But there’s just one little problem: both Clemens and McNamee told the Committee that Debbie Clemens didn’t use HGH until 2002 or 2003, so Clemens couldn’t have told Pettitte in 1999 or 2000 that his wife had used HGH. And, to top it all off, Pettitte’s wife, Laura, submitted an affidavit to the Committee in which she said that Andy told her about each of the two conversations with Clemens at the time they took place. Plus, Pettitte and McNamee both testified that they had two conversations with each other in which they discussed Clemens’ use of HGH and steroids.

2. McNamee testified that he injected Clemens, Pettitte, and Chuck Knoblauch with HGH. Pettitte testified that McNamee injected him with HGH. Knoblauch told the Committee in an interview (in which a lie would have been a crime) that McNamee injected him with HGH. In the words of the staff report: “There is little reason to believe that Mr. McNamee would provide truthful testimony about Mr. Pettitte and Mr. Knoblauch, but false testimony about Mr. Clemens.”

3. Clemens developed a large abscess (a “palpable mass,” if you’re interested) in his buttocks in 1998 when he played for the Blue Jays. McNamee said in a 2007 phone call taped by Clemens’ investigators that the abscess was from steroid injections. Clemens testified it was probably due to B12 injections. Various medical authorities, including Ron Taylor, who won a World Series ring with the Mets in 1969 and was the Blue Jays’ team doctor in 1998, told the Committee that they had never seen a palpable mass form in response to B12 injections, despite having administered many such injections (in Taylor’s case, almost 1,000). And military doctor Mark Murphey told the Committee that the MRI performed on Clemens’ posterior was more consistent with steroid injections than B12 injections. I think it’s safe to assume that over the past 2 1/2 years, the government has beefed up this medical evidence.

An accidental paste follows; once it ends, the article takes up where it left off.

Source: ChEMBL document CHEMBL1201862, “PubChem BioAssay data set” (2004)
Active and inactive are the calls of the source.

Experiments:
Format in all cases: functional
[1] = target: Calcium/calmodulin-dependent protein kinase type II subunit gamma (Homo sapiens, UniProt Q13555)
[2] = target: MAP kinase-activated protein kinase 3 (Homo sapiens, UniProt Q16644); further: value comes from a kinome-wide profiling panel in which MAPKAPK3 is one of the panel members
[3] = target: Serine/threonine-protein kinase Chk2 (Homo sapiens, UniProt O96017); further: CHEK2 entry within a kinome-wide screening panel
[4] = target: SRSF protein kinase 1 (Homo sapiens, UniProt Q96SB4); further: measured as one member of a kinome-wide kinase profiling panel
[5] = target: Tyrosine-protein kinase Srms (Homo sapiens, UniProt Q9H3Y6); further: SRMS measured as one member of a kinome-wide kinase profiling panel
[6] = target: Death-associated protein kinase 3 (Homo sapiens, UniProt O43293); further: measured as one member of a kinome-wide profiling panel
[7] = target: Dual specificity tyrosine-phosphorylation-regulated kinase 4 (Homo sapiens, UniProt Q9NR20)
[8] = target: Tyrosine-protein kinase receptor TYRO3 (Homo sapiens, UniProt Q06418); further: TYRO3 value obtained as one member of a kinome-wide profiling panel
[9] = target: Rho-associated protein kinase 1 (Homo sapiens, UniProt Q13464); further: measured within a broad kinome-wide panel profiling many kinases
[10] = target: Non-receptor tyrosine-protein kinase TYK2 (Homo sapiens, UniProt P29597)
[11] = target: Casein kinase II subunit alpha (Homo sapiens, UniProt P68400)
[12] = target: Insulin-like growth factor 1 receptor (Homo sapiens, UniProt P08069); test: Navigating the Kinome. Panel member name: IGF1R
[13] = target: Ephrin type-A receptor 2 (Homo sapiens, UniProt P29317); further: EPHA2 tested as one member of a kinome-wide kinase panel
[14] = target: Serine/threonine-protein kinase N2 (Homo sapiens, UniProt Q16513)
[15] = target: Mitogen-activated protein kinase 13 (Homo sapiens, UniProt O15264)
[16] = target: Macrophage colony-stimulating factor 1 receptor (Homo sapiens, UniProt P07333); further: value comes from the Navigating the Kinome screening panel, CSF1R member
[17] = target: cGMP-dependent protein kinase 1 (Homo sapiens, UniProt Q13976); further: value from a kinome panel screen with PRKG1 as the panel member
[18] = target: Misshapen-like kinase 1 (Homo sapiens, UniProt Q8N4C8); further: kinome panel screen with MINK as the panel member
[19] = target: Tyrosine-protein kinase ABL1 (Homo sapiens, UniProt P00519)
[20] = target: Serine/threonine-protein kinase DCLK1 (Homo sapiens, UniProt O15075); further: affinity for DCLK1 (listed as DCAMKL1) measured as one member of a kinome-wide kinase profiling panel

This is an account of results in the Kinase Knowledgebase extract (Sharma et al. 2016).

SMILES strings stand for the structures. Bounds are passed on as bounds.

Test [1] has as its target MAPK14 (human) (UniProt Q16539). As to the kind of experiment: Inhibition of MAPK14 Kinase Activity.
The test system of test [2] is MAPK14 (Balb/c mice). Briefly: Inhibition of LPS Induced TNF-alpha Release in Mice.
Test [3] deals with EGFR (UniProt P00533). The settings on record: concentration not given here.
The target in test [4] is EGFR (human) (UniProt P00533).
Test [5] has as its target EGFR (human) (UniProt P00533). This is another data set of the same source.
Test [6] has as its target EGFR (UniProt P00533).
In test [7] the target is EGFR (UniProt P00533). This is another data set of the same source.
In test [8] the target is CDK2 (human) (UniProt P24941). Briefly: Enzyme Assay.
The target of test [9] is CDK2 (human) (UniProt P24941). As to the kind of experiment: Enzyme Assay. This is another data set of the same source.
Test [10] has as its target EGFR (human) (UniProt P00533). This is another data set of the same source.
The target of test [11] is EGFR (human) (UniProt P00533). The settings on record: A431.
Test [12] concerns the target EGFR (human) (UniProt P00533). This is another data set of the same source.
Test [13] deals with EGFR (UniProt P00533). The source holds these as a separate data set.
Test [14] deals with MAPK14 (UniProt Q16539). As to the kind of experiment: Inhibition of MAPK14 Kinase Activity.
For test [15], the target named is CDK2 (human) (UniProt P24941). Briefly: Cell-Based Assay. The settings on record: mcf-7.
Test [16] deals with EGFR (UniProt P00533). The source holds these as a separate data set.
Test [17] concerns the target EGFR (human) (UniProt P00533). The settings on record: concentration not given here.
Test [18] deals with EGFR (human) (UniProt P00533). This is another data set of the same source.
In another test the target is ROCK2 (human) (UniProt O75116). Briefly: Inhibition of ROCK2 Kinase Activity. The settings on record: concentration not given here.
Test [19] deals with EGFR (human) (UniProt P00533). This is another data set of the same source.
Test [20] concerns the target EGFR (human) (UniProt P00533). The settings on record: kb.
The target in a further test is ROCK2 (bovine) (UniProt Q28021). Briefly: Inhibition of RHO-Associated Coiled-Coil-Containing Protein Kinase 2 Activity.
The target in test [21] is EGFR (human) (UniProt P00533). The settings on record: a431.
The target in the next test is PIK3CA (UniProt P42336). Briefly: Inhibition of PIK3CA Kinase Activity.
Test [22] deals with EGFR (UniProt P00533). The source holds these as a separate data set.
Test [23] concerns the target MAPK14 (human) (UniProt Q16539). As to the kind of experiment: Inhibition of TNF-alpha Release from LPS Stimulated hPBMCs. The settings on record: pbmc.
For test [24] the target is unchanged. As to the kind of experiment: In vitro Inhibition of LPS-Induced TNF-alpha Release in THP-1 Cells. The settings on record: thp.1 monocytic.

Now here’s what’s come to light since the time of the hearings: in early 2009, The New York Times and the Washington Post reported that McNamee had saved syringes, vials, and gauze pads that he said he used when he injected Clemens with performance-enhancing drugs, and that the government then received results of tests that showed both Clemens’ DNA and performance-enhancing drugs on these materials.

Also, the grand jury investigating Clemens subpoenaed various people associated with a Houston-area gym in an effort to determine how Clemens received steroids.

Given how important this case is to the government — its press release today stressed that it was sending a “message” to people who testify falsely before Congress that “there will be consequences” — and given that the government must prove Clemens’ guilt beyond a reasonable doubt in a widely publicized case in which an acquittal would be deeply embarrassing, I think it’s fair to assume that the feds have developed additional evidence against Clemens that we just don’t know about yet.

That’s why I believe the jury will conclude, beyond a reasonable doubt, that Clemens is guilty of perjury. To conclude otherwise would be to conclude that there is a reasonable possibility that McNamee and Pettitte (and his wife) lied under oath, despite the fact that the Pettittes had no reason to do so, and that McNamee told the truth about Pettitte and Knoblauch but lied under oath about Clemens, and that Pettitte and McNamee lied about their two conversations with each other, and that B12 shots rather than steroid shots caused a large abscess in Clemens’ derriere despite medical evidence to the contrary, and that Clemens’ DNA and performance-enhancing drugs both ended up on McNamee’s injection paraphernalia but McNamee didn’t inject Clemens with performance-enhancing drugs. I just don’t think that’s going to happen.

Oh, and one more thing: the Baseball Hall of Fame criteria include personal integrity. So Clemens can kiss that goodbye.

Don’t you wish you had taken the Fifth, Roger?